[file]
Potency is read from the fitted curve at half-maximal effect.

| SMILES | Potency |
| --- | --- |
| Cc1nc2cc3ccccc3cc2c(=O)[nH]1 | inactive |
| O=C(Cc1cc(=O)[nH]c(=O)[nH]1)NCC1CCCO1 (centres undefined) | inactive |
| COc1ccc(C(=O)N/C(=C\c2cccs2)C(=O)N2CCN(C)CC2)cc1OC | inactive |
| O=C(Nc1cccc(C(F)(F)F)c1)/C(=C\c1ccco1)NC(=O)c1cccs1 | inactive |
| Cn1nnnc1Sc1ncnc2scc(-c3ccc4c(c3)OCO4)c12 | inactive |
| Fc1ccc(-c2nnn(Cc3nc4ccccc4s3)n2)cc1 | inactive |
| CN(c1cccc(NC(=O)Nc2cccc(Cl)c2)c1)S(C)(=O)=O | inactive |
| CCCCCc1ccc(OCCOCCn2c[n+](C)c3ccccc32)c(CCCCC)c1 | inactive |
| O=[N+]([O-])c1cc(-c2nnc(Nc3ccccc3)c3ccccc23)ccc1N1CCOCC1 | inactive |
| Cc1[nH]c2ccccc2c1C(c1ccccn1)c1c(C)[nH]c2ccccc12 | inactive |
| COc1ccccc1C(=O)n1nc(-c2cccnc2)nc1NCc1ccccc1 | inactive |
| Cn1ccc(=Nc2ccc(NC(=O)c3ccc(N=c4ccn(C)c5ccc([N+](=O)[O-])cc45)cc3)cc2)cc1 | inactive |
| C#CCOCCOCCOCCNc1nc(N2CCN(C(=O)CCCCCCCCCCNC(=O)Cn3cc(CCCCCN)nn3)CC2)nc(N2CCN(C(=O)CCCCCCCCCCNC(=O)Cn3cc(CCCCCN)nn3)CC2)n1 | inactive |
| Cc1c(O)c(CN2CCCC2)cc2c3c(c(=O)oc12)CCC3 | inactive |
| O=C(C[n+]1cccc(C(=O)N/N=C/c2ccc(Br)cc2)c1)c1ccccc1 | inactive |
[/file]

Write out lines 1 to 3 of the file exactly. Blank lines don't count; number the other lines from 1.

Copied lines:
Potency is read from the fitted curve at half-maximal effect.

| SMILES | Potency |
| --- | --- |